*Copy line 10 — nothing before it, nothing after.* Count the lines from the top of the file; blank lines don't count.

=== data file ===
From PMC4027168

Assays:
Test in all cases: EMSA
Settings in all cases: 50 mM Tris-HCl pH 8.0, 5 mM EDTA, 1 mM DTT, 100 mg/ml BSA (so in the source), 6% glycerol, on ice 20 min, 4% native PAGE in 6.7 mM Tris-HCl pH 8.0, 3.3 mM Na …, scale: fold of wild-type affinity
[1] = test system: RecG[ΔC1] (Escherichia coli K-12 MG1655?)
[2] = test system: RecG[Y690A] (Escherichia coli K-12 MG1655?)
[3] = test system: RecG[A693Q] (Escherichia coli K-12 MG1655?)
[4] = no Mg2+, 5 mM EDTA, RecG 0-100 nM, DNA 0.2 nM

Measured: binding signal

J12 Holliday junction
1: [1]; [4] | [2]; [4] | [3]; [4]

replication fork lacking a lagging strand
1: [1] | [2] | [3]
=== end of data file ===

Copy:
J12 Holliday junction